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World Series - Chicago Cubs v Cleveland Indians - Game One

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Say what you want, but Cleveland often finds itself dead in the center of the sports universe.

Most of that has to do with the fans.

Don’t get be wrong, our pro sports teams have given us some things to cheer about over the years. The Cleveland Browns (don’t be shocked) used to be really good (I know, it’s been awhile). The Cleveland Indians of the 90s were famous for selling out over 400 straight games, and for at least a few years that decade were considered to have the most talented roster in Major League Baseball. Then the Cavs had some dude named LeBron James.

We don’t always win, but we do always show up.

We show out, too.

The past couple days Cleveland has been able to show the baseball world just how dedicated to our teams we really are. Check out this write up from ESPN about how they felt about spending their week in Northeast, Ohio. They only take one jab at us, so based on the averages I’d say that’s pretty good.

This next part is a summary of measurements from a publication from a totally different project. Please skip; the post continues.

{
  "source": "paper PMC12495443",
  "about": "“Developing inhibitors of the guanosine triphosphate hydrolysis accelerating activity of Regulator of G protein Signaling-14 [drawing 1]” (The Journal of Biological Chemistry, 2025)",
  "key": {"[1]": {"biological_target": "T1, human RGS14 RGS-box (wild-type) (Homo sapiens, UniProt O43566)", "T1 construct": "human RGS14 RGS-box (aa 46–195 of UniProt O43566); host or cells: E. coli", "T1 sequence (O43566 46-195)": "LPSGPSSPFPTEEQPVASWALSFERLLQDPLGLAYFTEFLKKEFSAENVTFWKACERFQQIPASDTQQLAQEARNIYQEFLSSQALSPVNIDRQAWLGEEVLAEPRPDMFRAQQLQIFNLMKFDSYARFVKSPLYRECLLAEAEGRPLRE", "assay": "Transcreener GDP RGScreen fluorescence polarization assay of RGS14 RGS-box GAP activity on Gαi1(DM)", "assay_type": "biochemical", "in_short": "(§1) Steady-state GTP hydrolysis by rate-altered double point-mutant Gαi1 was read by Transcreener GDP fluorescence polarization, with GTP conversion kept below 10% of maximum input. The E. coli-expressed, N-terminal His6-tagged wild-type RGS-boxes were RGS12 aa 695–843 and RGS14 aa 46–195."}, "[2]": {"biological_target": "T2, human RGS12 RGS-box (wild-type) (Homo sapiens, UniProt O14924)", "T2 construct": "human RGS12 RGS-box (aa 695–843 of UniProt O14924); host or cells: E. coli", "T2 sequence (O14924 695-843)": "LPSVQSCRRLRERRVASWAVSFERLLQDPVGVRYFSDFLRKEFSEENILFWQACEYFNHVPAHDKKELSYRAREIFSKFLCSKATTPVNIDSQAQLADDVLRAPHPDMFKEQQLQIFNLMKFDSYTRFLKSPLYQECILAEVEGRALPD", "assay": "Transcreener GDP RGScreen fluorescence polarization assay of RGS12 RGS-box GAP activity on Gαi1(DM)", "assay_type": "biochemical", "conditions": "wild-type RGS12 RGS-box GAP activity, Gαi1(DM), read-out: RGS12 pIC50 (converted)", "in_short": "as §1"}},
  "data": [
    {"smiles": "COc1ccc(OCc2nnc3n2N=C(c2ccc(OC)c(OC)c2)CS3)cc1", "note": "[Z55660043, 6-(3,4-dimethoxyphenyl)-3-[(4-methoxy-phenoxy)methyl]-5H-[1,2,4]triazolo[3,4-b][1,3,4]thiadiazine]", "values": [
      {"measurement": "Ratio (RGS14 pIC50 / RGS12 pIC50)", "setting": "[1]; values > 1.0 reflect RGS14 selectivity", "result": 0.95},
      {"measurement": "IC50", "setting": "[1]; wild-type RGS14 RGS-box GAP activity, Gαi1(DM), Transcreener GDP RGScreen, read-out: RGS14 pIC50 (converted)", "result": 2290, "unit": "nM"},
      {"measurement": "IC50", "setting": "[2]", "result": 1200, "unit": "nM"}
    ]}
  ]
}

Shane Bieber rocks, home crowd rules on Cleveland’s All-Star night

CLEVELAND — Baseball has a way of punching itself in the face. Even in the hours leading up to Tuesday’s All-Star Game, much of the chatter on Twitter concerned earlier comments from commissioner Rob Manfred about the juiced-up baseball and Major League Baseball Players Association chief Tony Clark saying the MLB draft is inherently anti-labor.

Even fans aren’t blameless in all of this. Instead of admiring all the young talent in today’s game and the prodigious ability to swat home runs against incredible pitchers who throw 98 mph rocket balls, we too often lament the lack of base hits and stolen bases or complain about all the strikeouts.


How Cleveland Owned MLB All Star Week  was originally published on